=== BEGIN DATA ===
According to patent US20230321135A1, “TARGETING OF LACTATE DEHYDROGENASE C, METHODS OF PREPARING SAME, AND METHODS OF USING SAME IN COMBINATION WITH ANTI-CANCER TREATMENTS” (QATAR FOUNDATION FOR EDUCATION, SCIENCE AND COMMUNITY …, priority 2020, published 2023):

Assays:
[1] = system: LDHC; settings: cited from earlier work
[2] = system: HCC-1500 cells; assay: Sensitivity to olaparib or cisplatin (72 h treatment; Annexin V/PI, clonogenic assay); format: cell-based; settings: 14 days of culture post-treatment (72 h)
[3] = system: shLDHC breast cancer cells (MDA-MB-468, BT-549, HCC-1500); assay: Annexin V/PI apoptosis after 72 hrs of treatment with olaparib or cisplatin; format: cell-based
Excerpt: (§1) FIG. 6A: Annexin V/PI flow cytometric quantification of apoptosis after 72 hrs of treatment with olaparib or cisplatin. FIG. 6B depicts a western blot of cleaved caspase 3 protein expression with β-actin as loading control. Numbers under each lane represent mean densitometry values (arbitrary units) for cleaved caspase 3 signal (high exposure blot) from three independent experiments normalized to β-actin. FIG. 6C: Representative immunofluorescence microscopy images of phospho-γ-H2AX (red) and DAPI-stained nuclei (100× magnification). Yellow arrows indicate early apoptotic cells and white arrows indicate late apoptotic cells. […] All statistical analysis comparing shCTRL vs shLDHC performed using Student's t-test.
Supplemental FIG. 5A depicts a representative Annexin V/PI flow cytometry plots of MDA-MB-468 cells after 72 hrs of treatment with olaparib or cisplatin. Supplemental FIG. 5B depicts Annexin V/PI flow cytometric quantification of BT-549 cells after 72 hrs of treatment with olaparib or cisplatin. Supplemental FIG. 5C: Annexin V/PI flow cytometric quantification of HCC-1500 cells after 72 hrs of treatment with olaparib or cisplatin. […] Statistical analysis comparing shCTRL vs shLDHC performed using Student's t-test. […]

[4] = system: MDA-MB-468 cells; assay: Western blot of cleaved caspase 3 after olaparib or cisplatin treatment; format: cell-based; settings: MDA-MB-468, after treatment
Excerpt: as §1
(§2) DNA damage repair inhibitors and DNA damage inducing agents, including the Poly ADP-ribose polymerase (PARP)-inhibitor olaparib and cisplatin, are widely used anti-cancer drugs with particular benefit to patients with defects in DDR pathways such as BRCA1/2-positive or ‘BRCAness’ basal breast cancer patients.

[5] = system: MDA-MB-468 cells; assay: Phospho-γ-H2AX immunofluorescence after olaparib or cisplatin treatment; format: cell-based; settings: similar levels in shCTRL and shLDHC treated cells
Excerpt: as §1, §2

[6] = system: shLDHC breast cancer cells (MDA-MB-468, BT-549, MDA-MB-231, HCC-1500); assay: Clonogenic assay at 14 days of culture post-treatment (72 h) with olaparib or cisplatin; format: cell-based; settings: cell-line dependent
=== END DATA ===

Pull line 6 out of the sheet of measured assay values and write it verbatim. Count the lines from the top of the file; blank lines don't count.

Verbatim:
Excerpt: (§1) FIG. 6A: Annexin V/PI flow cytometric quantification of apoptosis after 72 hrs of treatment with olaparib or cisplatin. FIG. 6B depicts a western blot of cleaved caspase 3 protein expression with β-actin as loading control. Numbers under each lane represent mean densitometry values (arbitrary units) for cleaved caspase 3 signal (high exposure blot) from three independent experiments normalized to β-actin. FIG. 6C: Representative immunofluorescence microscopy images of phospho-γ-H2AX (red) and DAPI-stained nuclei (100× magnification). Yellow arrows indicate early apoptotic cells and white arrows indicate late apoptotic cells. […] All statistical analysis comparing shCTRL vs shLDHC performed using Student's t-test.